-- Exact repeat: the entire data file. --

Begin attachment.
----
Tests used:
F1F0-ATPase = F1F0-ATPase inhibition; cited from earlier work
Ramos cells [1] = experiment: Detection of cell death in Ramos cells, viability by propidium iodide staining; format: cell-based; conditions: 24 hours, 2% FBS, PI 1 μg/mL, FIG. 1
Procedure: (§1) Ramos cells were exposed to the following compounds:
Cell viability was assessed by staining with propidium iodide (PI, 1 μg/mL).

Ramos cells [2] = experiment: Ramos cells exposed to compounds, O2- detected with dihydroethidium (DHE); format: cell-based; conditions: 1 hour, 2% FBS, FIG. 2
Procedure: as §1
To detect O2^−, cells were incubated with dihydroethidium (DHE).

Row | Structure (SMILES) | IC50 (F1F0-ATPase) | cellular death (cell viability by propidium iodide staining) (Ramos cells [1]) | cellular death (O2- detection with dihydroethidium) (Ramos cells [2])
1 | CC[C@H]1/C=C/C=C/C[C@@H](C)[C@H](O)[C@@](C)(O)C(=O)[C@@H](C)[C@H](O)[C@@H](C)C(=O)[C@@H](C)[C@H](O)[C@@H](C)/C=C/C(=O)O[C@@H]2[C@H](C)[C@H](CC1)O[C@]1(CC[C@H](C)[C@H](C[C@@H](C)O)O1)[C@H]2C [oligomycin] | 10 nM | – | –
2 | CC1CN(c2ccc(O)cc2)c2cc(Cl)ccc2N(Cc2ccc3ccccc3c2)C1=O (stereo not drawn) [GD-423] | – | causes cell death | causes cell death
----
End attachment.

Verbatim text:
Tests used:
F1F0-ATPase = F1F0-ATPase inhibition; cited from earlier work
Ramos cells [1] = experiment: Detection of cell death in Ramos cells, viability by propidium iodide staining; format: cell-based; conditions: 24 hours, 2% FBS, PI 1 μg/mL, FIG. 1
Procedure: (§1) Ramos cells were exposed to the following compounds:
Cell viability was assessed by staining with propidium iodide (PI, 1 μg/mL).

Ramos cells [2] = experiment: Ramos cells exposed to compounds, O2- detected with dihydroethidium (DHE); format: cell-based; conditions: 1 hour, 2% FBS, FIG. 2
Procedure: as §1
To detect O2^−, cells were incubated with dihydroethidium (DHE).

Row | Structure (SMILES) | IC50 (F1F0-ATPase) | cellular death (cell viability by propidium iodide staining) (Ramos cells [1]) | cellular death (O2- detection with dihydroethidium) (Ramos cells [2])
1 | CC[C@H]1/C=C/C=C/C[C@@H](C)[C@H](O)[C@@](C)(O)C(=O)[C@@H](C)[C@H](O)[C@@H](C)C(=O)[C@@H](C)[C@H](O)[C@@H](C)/C=C/C(=O)O[C@@H]2[C@H](C)[C@H](CC1)O[C@]1(CC[C@H](C)[C@H](C[C@@H](C)O)O1)[C@H]2C [oligomycin] | 10 nM | – | –
2 | CC1CN(c2ccc(O)cc2)c2cc(Cl)ccc2N(Cc2ccc3ccccc3c2)C1=O (stereo not drawn) [GD-423] | – | causes cell death | causes cell death